I was on the phone with my friend Ian, who lives in South Africa, discussing how completely irrational some people we know had become lately, acting out in ways that we could never have imagined just a few months ago or even a few weeks ago. He questioned whether everyone is grieving, not necessarily just for the loss of a quarter-million people worldwide, although that’s certainly part of it, but for a life they once knew, took advantage of, and may never know again.
Maybe we are collectively going through stages of grief, person by person, city by city, and possibly country by country until we collectively have grieved all together.
The Five Stages of Grief, as defined by the Kubler-Ross Model, was designed to describe the emotions of terminally ill patients as they approach their death or the emotional states of individuals who have recently lost a loved one. The world, and in particular the United States, fits into both of these categories depending on how you look at it. Plenty of people are actually and sincerely grieving from losing a loved one, and plenty are terminally ill.
But the rest of the world is grieving for the life that they used to have. This has the potential to move them into grieving in a different way if we aren’t collectively careful.
It’s hard to speculate about every other country, but it’s apparent that here in the United States we are heading into Stage Three; Bargaining. Somehow, we got through the first two stages without anyone noticing that it was grief we were facing. As the second month of isolation and lockdown nears completion, the stages became suddenly more apparent; it just took a phone conversation with a friend 8,000 miles away to notice something that was on my front steps.
The first stage is Denial. I think there is more than enough evidence that does not need to be written here that we already went through this stage. Slow reaction from elected officials, reports from news stations that this was nothing more than the flu, and the general public flooding bars and beaches like it was just another day are just a few tiny examples. But we flew through this stage.
Denial is short-lived in most situations and this one was no different. By the first week of April, there was almost no way to deny what was happening.
The second stage is Anger and if you have watched the news at all in the past few weeks you probably saw an armed militia surround a capitol building. This was an extreme example of protesters going through Stage Two, where anger completely clouded their judgment, which is something that commonly happens according to the Kubler-Ross Model. But protests were actually seen all around the world during this time.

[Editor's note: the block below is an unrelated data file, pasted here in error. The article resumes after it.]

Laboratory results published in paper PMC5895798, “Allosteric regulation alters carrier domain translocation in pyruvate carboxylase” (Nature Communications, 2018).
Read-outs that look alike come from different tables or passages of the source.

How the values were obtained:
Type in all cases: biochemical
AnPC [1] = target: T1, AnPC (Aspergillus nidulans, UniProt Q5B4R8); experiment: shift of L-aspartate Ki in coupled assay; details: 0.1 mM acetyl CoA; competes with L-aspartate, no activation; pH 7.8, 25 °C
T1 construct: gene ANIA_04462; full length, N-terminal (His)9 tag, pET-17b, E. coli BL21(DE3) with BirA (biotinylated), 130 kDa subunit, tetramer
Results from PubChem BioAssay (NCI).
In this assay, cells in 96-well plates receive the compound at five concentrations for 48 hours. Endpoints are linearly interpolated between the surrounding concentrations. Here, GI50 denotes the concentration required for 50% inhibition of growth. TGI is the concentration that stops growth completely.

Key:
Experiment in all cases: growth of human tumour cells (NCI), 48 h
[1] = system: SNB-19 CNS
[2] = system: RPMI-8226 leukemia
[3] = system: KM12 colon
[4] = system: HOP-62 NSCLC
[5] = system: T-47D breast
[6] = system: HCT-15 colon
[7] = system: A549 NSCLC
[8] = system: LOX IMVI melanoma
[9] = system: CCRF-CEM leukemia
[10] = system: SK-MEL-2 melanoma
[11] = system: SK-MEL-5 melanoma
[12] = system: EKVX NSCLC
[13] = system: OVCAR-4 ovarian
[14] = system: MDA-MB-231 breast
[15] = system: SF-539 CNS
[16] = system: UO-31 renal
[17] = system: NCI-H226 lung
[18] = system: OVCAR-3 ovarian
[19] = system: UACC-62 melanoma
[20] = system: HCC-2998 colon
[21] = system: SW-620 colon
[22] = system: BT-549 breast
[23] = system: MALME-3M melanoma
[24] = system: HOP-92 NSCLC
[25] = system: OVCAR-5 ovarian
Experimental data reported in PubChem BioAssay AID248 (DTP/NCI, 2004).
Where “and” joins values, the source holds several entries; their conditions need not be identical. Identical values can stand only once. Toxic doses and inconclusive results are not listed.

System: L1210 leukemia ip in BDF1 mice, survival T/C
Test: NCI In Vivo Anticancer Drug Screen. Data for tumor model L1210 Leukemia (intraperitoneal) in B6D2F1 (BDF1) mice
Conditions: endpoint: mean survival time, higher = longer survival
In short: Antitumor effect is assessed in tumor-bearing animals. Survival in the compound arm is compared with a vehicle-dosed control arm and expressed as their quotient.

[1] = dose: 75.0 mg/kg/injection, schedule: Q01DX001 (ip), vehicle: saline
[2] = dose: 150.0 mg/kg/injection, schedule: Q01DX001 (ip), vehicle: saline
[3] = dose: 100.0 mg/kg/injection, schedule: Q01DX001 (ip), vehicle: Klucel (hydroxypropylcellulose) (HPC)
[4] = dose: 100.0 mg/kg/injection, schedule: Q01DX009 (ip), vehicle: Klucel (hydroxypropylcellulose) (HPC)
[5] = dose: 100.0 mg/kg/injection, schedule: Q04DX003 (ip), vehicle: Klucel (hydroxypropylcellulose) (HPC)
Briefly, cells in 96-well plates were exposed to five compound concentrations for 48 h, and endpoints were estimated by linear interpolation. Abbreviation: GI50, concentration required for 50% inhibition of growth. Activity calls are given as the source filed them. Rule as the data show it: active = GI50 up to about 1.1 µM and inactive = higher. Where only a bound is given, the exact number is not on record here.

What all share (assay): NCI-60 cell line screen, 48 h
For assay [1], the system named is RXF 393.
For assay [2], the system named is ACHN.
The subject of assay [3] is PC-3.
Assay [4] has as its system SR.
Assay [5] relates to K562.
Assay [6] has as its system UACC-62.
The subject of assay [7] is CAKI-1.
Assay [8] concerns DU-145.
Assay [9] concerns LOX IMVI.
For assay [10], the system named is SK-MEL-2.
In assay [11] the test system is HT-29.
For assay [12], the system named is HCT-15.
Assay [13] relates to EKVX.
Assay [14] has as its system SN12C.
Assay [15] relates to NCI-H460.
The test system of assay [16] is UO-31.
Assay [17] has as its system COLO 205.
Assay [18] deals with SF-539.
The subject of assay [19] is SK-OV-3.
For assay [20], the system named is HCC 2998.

During the pandemic of 1918, there were similar groups formed in the United States as people couldn’t take the pressure of being nervous and scared every day and lashed out in an irrational way that actually put them in more danger. We’re lucky that the armed protests didn’t end in gun violence which could have needlessly killed more innocent people.
Here we are entering the Third Stage; Bargaining. The line between Anger and Bargaining is still being straddled by most but we are pushing to open the country back up under the circumstance that we won’t let this happen again. As things open back up and the death toll rises, we’ll start bargaining harder and harder.
We’ll wear our facemasks (kind of), we’ll clean up after ourselves (maybe), and we promise to be very, very careful because the last thing we want is another lockdown. We have learned our lesson already and we need to move on from all this. We are bargaining our own lives for the sake of the economy.
We will move on but it will be to the last two stages of grief which are Depression and Acceptance accordingly. Who knows how long the bargaining stage will last and since we’re not quite there yet, it may be longer than we can even imagine. A collective depression may coincide with the next Great Depression, even if the irony is way too strong there or maybe it’s just too obvious.
Acceptance is when hope can begin again and that still feels a long way off. Talking it through might help and bringing this out into the open may help people move through the stages a little quicker. We might get some false hope when the virus slows down this summer, but if it ramps up again as hard as it did the first time and we have to lock everything down once more, the stages could begin all over again.